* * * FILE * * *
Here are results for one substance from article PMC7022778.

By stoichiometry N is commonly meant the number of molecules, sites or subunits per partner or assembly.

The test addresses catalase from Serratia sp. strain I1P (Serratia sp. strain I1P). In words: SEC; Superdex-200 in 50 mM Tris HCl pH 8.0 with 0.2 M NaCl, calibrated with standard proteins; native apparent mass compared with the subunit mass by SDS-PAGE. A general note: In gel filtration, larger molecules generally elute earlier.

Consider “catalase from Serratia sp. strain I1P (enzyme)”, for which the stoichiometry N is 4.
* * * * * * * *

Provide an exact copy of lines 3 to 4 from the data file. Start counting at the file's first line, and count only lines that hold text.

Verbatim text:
The test addresses catalase from Serratia sp. strain I1P (Serratia sp. strain I1P). In words: SEC; Superdex-200 in 50 mM Tris HCl pH 8.0 with 0.2 M NaCl, calibrated with standard proteins; native apparent mass compared with the subunit mass by SDS-PAGE. A general note: In gel filtration, larger molecules generally elute earlier.

Consider “catalase from Serratia sp. strain I1P (enzyme)”, for which the stoichiometry N is 4.